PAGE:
Cotton prices (Dec13 futures) have been tested over the past month.
Prices have actually been trending down since the peak around 89 cents back in March. On two occasions, prices have threatened the 82 to 83-cent area, but have so far held support at that level.
Cotton had a rough week last week — falling to 83.64 cents on Thursday and closing on Friday at 83.77 cents — down over 2 cents for the week. After the Memorial Day holiday on Monday, prices improved on Tuesday this week, but then closed down yesterday at 83.38 — the lowest level yet in this downturn. Prices, so far, are struggling to hold steady today.
Thinking about the implications this has for marketing decisions, the downtrend now established is a bit concerning, but holding support gives a bit of encouragement. Prices need to find a “stopper”, however, in the form of technical support, good demand news, or negative supply-side news.
Like I just said, prices appear to be struggling today and currently have dropped slightly below 83 cents. There are 3 rules in cash and contract marketing that I try to follow: spread the timing of your decisions and your sales, don’t panic when prices go down, and know when the market and risk is in your favor.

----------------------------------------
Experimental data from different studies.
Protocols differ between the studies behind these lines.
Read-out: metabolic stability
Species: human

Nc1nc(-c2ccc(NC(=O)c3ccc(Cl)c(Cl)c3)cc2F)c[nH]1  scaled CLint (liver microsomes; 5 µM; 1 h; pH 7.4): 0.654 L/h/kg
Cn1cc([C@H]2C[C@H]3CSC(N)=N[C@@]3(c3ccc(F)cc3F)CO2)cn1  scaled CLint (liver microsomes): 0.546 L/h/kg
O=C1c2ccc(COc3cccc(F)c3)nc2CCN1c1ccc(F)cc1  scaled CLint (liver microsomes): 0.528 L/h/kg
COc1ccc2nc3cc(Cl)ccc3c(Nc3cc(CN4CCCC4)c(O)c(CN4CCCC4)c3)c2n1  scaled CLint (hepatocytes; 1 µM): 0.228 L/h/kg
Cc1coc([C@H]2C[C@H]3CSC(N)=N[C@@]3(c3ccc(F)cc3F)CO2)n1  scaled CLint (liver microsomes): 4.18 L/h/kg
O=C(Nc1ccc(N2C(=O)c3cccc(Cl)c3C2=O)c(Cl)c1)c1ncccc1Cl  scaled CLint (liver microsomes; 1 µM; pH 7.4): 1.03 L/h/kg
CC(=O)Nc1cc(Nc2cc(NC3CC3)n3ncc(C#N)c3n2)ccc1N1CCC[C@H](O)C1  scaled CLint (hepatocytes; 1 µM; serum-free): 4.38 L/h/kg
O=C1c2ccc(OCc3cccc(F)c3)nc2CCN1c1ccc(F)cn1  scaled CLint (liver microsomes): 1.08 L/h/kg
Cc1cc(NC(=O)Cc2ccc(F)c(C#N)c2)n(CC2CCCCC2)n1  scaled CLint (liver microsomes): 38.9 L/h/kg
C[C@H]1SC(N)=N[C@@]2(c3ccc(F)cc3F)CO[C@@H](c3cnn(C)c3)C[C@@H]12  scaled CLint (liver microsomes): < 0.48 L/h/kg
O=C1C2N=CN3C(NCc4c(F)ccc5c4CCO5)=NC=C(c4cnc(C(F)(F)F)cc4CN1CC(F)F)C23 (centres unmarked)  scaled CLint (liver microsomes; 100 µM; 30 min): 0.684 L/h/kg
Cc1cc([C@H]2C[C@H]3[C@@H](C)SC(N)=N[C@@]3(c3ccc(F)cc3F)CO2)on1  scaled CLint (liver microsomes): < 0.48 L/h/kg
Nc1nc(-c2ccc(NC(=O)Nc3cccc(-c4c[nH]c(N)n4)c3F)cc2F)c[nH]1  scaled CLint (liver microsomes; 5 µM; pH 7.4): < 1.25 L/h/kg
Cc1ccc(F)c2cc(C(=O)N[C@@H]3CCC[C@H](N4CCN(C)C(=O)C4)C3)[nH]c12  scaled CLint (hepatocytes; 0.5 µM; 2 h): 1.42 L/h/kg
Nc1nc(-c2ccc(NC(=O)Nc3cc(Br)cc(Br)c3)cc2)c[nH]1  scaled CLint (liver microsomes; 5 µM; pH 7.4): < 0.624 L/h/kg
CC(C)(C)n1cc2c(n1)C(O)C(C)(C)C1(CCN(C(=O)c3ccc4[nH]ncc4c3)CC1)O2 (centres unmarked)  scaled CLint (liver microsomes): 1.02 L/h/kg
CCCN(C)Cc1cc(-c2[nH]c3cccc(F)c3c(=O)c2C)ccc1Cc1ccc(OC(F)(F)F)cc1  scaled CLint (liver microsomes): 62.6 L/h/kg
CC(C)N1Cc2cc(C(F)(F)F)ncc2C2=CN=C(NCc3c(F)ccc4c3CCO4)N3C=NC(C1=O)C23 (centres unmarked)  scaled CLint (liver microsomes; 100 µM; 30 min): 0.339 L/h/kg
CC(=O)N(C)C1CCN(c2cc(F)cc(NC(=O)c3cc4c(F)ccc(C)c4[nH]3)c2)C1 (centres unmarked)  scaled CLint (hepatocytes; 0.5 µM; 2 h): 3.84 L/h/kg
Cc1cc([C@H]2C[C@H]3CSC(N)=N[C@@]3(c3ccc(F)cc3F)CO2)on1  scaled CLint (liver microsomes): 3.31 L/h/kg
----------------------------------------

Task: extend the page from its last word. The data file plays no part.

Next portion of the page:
Assuming you already have a fair portion of your expected crop priced, you would be concerned but less-so with this week’s events. I would see little need, therefore, to do more pricing now. Wait and hope for a recovery but realize the risk you are taking.
If, however, you have done very little or no pricing thus far, you are in a completely different risk and average price position. You don’t want to sell on a downturn but, since little to nothing has been done so far, you might need to consider taking at least some protection — some growers started their pricing about where the market is right now (when you could lock in 80 cents basis December).
Otherwise, sit tight and hope for a recovery.
Factors in play
Reports suggest the recent weakness is due to technical selling, improvement in planting progress, rains in Texas, and concerns about a slowdown in China.
Due to buildup of world stocks and an expected decrease in exports, prices may be a little less sensitive to the U.S. crop situation. But we still have a long way to go. There likely is still upside potential and, hopefully, support at the 81 to 83-cent area will hold.